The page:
-Bid Daddy Kane, "No Damn Good"

Mmm. Delicious.

Bluestate: Tolerance for All

On behalf of my people, I apologize.

Bluestate: The Movie

Friday, August 19, 2005

more dap than H. Rap Brown

I got SOUL POWER never took a cold shower
Never had a girlfriend the color of cooking flour

- J-Ro of Tha Alcoholiks

Lord grant me twenty, Lord grant me ten

Rest in peace, Biscuit. Randy Turner of the Big Boys died on Thursday in his home of unknown causes. Hopefully we'll get some more news soon. I got released from work at 5 AM. Picked up a paper on my way home, turned to the Metro section, and there was the obit on the front page. This, just as Biscuit made the front page of the Austin Chronicle for a piece on his recent installations.

I have no personal history with the Boys, but I feel the same loss as when Ted Radcliffe died the other week. These were pioneers, and their due still seeks them out. There's an added poignance since Biscuit died in my backyard. "Funk-punk," foppish and sloppy when well-meaning fascism was the rule. Although given their due by contemporary punks and rockers (SY's Thurston named them a top-five band of the era, I've read reference to BB being the Minutemen's "sister band," and Butthole Surfers recorded Psychic...Powerless...Another Man's Sac at one Boy's studio), the name doesn't really carry the weight it ought. "Stepping Stone" and Wire were the reference points for the DC scene (excepting those go-go bands), but none of them ever thought to cover "Hollywood Swingin'," as the boys did. And where the Pistols had emphasized the possibility of crowd provocation (hardcore taking that to its logical extreme), the Boys let everybody join in the damn fun. Think of the D-Plan, think of the Big Boys. Look for a few tracks on the Stypod this week.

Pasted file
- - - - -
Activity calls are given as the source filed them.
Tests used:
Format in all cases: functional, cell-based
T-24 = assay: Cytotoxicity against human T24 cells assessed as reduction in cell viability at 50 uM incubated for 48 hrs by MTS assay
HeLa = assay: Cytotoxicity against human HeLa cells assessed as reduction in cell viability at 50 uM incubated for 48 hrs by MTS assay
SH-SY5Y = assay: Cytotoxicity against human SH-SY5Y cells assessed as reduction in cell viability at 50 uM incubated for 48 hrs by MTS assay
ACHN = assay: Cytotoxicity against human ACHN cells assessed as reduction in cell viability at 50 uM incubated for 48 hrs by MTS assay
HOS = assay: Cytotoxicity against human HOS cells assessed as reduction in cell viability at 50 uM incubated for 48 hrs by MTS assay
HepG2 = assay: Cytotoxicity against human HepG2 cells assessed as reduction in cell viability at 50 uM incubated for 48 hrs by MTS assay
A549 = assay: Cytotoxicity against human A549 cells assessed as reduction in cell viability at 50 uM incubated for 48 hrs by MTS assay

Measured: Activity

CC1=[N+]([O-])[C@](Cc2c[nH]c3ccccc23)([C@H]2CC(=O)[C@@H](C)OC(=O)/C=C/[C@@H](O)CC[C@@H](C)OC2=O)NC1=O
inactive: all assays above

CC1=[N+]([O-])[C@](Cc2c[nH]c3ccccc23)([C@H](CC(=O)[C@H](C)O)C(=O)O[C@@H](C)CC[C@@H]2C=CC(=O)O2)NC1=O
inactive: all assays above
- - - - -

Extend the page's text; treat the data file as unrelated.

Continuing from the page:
On Paul McCartney's concert video Back in the U.S.A., there's a particular shot that still comes to mind every few weeks. The band's knocking out "All My Loving". Macca's jovial as ever, mugging, playing to self-satisfied boomers and their not-guilty children, everyone's shimmying badly, and the instrumental break's just finished. There's that pause where Paul sings before the guitars come back, a neat trick that makes you believe he's truly breathlessly eager here, and as soon as he begins that final invocation, the camera cuts from Mac to an audience member, a slim, greying man of medium height in his fifties, standing crying with this slight smile on his face. What I wouldn't give to know this man's history with this particular song! It's a moment that wipes away all my surroundings; there are no Beatles, there is nothing but that beautiful man and his private reverie.

KISS, "I Love It Loud". No arguments.

Finally: every VJ on Fuse is a joke. And every show on Fuse is a joke. And the bumpers are jokes. And their sense of what's real and relevant is a joke likewise. They exist solely to have shown me Black Flag's "TV Party" video at 10:20 PM today, and they should cease transmission as soon as possible.

Wednesday, August 17, 2005

tideover anecdote


I'm pulling desktop parts on Monday night. The man we affectionately call Willy Wonka for his bent-twig frame and shock of blond (work with us) hair stops me, gesturing at my Ramones shirt.

"I have them on a food stamp."


"I caught them live once, and I didn't have anything on me for them to autograph, so I handed them a food-stamp. They really got off on it."


"Yeah, I'm never gonna get rid of it."

Of course not.

Tuesday, August 16, 2005

i got you a new name

ooh david ruffin you magnificent bastard i'll get you yet

shot shot kiss shot

I just registered for the GRE. Seems like a glorified SAT.

The German in me demands I compile a list of songs which name-check artists. And so I've been plugging them into an Excel spreadsheet, with plans to sort them by referenced artist, referencing artist, song genre (hip-hop & non). And I'll have a total of who drops the most names, as well as who gets the most lyrical mentions. Early prediction for the latter is Elvis.